Are you a prix fixe fanatic? Want to upgrade your dining life just a notch? Switch to the tasting menu. Unlike a prix fixe, which provides a limited (usually three course) menu for a set amount of money, a tasting menu generally changes near-daily according to the chef’s whims. There are few better ways to gauge a chef’s style and philosophy. The catch: tasting menus can get rather expensive (at L’Espalier, for example, the menu costs $175 and a wine pairing will run you an additional $95). Just because you’re on the hunt for bargains, however, doesn’t mean that you can’t enjoy the tasting menu experience. Below, three solid tasting menu values.
•There are two unusually great things about the $45 tasting menu at Lineage. First, it focuses entirely on lobster, which appears in everything from tacos to gnocchi. Second, the wine pairing is a la carte, that is to say $12 per course. Trust: a full wine pairing where each course gets its own glass can get a little…intense and result in you getting drunk at a very nice restaurant, which is embarrassing.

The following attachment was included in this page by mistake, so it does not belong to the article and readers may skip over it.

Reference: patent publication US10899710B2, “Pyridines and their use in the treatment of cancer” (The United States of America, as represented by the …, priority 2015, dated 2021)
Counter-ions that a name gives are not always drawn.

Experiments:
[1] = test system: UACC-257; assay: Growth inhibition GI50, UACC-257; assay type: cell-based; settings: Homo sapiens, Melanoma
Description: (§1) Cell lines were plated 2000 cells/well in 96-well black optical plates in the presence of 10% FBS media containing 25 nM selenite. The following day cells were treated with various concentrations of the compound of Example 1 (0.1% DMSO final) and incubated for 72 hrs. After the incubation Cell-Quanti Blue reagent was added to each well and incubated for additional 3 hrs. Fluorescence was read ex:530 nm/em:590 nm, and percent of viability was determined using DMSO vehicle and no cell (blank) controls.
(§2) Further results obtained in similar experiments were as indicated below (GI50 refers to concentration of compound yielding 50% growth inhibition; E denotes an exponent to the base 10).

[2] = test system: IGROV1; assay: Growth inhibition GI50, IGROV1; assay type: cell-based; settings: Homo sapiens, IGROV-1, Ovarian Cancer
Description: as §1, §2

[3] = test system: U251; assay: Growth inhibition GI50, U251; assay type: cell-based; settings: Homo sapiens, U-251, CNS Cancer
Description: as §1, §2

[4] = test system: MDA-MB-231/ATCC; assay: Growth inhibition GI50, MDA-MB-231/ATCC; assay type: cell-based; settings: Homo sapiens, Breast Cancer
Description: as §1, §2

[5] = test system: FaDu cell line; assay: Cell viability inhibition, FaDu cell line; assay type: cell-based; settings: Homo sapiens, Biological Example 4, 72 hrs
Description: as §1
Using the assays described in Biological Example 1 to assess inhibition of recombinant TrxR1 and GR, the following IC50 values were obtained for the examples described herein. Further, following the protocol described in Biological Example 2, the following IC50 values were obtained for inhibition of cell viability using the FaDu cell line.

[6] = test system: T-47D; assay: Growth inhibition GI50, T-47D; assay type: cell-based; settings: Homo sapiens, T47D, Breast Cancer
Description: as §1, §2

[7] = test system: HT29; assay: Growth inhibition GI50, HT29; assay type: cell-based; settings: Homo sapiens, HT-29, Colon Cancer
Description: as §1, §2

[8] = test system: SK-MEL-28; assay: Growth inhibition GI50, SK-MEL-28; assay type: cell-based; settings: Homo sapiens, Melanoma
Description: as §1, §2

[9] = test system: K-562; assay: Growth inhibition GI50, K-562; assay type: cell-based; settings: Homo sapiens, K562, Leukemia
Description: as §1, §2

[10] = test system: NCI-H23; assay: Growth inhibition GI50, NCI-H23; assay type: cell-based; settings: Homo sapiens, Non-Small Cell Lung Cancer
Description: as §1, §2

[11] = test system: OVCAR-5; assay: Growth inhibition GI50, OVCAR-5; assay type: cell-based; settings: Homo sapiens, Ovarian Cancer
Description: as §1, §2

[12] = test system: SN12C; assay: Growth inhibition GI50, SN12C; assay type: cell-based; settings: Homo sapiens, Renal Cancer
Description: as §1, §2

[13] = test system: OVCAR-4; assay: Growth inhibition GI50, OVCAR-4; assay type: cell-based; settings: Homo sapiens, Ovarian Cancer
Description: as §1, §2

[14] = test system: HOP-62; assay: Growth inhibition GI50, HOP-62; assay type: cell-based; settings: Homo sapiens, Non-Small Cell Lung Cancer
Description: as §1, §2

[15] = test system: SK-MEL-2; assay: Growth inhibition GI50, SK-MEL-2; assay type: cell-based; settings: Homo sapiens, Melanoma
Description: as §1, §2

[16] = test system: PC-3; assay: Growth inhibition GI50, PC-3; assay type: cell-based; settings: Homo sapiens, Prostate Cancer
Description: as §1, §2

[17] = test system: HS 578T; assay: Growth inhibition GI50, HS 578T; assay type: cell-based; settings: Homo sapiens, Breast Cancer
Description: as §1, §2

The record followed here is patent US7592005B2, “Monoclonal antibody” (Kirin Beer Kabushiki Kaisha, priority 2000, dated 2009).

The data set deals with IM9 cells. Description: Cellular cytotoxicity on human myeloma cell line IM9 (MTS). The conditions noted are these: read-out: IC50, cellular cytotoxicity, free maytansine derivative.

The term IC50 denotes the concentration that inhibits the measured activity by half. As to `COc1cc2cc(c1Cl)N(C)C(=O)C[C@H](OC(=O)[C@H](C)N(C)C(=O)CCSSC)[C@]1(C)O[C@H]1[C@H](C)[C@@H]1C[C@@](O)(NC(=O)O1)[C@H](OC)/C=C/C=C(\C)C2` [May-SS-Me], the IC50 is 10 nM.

•No. 9 Park’s tasting menu is, admittedly, not cheap at $95 for seven courses ($150 with a wine pairing). We would argue, however, that it still qualifies as a bargain, given the elegance of the food, the gorgeous setting and the exemplary service.
•Sometimes, you just want a fun dinner rather than haute cuisine. That’s where Tremont 647’s $45 tasting menu comes in. Not only is the food great and thoroughly unpretentious, but the $25 wine pairing is one of the best deals in town.
[Photo: Foie gras at No. 9 Park, Flickr: Charles Haynes]